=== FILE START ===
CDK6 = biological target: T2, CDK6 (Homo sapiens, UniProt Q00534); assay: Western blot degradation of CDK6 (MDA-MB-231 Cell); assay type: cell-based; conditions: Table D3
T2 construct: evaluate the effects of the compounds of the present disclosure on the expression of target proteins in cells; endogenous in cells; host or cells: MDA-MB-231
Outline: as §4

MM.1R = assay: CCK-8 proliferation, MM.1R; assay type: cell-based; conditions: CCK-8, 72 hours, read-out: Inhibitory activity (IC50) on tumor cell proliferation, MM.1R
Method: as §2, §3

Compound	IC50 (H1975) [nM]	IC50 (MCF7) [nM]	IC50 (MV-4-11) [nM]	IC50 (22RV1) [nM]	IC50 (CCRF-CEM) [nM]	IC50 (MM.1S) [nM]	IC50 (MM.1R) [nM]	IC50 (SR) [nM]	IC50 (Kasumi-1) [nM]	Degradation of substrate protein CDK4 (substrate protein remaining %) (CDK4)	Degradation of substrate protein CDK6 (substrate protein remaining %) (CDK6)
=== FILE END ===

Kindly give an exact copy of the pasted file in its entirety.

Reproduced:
CDK6 = biological target: T2, CDK6 (Homo sapiens, UniProt Q00534); assay: Western blot degradation of CDK6 (MDA-MB-231 Cell); assay type: cell-based; conditions: Table D3
T2 construct: evaluate the effects of the compounds of the present disclosure on the expression of target proteins in cells; endogenous in cells; host or cells: MDA-MB-231
Outline: as §4

MM.1R = assay: CCK-8 proliferation, MM.1R; assay type: cell-based; conditions: CCK-8, 72 hours, read-out: Inhibitory activity (IC50) on tumor cell proliferation, MM.1R
Method: as §2, §3

Compound	IC50 (H1975) [nM]	IC50 (MCF7) [nM]	IC50 (MV-4-11) [nM]	IC50 (22RV1) [nM]	IC50 (CCRF-CEM) [nM]	IC50 (MM.1S) [nM]	IC50 (MM.1R) [nM]	IC50 (SR) [nM]	IC50 (Kasumi-1) [nM]	Degradation of substrate protein CDK4 (substrate protein remaining %) (CDK4)	Degradation of substrate protein CDK6 (substrate protein remaining %) (CDK6)